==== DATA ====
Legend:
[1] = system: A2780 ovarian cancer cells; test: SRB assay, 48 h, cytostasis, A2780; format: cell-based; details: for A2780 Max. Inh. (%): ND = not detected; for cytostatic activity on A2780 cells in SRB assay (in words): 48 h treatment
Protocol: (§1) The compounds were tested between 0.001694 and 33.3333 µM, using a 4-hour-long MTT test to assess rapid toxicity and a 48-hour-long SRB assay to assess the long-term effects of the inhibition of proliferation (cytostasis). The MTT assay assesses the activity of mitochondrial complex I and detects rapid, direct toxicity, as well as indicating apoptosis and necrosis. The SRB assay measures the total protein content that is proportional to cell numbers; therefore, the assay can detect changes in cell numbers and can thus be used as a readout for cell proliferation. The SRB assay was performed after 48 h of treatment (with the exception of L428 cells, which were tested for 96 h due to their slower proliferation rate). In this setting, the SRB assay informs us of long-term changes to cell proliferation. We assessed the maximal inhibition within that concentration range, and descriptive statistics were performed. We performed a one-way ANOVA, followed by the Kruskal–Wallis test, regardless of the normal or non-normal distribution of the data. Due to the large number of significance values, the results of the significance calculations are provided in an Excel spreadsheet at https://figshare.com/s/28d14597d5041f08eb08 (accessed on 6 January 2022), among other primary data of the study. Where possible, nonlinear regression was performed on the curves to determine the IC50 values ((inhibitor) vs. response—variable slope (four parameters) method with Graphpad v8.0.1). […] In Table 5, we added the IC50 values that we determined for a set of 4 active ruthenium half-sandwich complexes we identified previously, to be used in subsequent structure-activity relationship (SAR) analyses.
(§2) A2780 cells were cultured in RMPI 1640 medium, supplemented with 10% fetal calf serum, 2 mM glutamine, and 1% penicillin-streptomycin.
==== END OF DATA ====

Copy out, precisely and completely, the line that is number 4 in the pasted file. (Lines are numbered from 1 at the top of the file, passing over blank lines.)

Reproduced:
(§2) A2780 cells were cultured in RMPI 1640 medium, supplemented with 10% fetal calf serum, 2 mM glutamine, and 1% penicillin-streptomycin.